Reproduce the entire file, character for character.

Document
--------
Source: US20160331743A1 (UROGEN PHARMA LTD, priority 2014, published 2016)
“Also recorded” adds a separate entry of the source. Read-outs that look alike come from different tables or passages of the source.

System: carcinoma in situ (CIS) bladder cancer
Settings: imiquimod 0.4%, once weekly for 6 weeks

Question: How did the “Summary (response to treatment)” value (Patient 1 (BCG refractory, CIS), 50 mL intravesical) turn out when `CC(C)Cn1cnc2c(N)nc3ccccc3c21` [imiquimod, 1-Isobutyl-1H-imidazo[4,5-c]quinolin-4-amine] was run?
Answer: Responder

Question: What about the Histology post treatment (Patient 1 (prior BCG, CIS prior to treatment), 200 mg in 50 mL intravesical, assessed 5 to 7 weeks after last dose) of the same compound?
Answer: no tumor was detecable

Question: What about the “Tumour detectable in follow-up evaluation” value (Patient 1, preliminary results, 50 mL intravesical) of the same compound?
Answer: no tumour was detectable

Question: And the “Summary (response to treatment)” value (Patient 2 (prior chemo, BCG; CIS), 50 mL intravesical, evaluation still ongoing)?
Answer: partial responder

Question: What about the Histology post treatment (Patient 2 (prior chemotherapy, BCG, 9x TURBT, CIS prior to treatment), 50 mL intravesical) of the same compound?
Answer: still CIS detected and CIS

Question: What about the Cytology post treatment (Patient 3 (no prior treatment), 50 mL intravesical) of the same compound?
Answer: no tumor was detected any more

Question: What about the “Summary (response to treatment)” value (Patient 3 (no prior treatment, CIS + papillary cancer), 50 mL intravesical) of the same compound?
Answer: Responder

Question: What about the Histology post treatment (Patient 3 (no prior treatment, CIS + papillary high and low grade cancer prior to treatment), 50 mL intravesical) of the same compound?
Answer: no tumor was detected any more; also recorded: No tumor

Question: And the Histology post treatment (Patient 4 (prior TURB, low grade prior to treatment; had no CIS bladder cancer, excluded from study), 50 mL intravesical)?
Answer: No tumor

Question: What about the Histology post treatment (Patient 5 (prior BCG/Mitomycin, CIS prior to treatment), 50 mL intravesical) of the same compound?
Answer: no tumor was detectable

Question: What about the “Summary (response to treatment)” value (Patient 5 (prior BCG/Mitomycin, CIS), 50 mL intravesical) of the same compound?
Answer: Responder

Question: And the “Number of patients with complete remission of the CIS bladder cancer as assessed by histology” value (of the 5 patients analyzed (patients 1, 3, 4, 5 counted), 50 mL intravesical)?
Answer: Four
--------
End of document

Source: US20160331743A1 (UROGEN PHARMA LTD, priority 2014, published 2016)
“Also recorded” adds a separate entry of the source. Read-outs that look alike come from different tables or passages of the source.

System: carcinoma in situ (CIS) bladder cancer
Settings: imiquimod 0.4%, once weekly for 6 weeks

Question: How did the “Summary (response to treatment)” value (Patient 1 (BCG refractory, CIS), 50 mL intravesical) turn out when `CC(C)Cn1cnc2c(N)nc3ccccc3c21` [imiquimod, 1-Isobutyl-1H-imidazo[4,5-c]quinolin-4-amine] was run?
Answer: Responder

Question: What about the Histology post treatment (Patient 1 (prior BCG, CIS prior to treatment), 200 mg in 50 mL intravesical, assessed 5 to 7 weeks after last dose) of the same compound?
Answer: no tumor was detecable

Question: What about the “Tumour detectable in follow-up evaluation” value (Patient 1, preliminary results, 50 mL intravesical) of the same compound?
Answer: no tumour was detectable

Question: And the “Summary (response to treatment)” value (Patient 2 (prior chemo, BCG; CIS), 50 mL intravesical, evaluation still ongoing)?
Answer: partial responder

Question: What about the Histology post treatment (Patient 2 (prior chemotherapy, BCG, 9x TURBT, CIS prior to treatment), 50 mL intravesical) of the same compound?
Answer: still CIS detected and CIS

Question: What about the Cytology post treatment (Patient 3 (no prior treatment), 50 mL intravesical) of the same compound?
Answer: no tumor was detected any more

Question: What about the “Summary (response to treatment)” value (Patient 3 (no prior treatment, CIS + papillary cancer), 50 mL intravesical) of the same compound?
Answer: Responder

Question: What about the Histology post treatment (Patient 3 (no prior treatment, CIS + papillary high and low grade cancer prior to treatment), 50 mL intravesical) of the same compound?
Answer: no tumor was detected any more; also recorded: No tumor

Question: And the Histology post treatment (Patient 4 (prior TURB, low grade prior to treatment; had no CIS bladder cancer, excluded from study), 50 mL intravesical)?
Answer: No tumor

Question: What about the Histology post treatment (Patient 5 (prior BCG/Mitomycin, CIS prior to treatment), 50 mL intravesical) of the same compound?
Answer: no tumor was detectable

Question: What about the “Summary (response to treatment)” value (Patient 5 (prior BCG/Mitomycin, CIS), 50 mL intravesical) of the same compound?
Answer: Responder

Question: And the “Number of patients with complete remission of the CIS bladder cancer as assessed by histology” value (of the 5 patients analyzed (patients 1, 3, 4, 5 counted), 50 mL intravesical)?
Answer: Four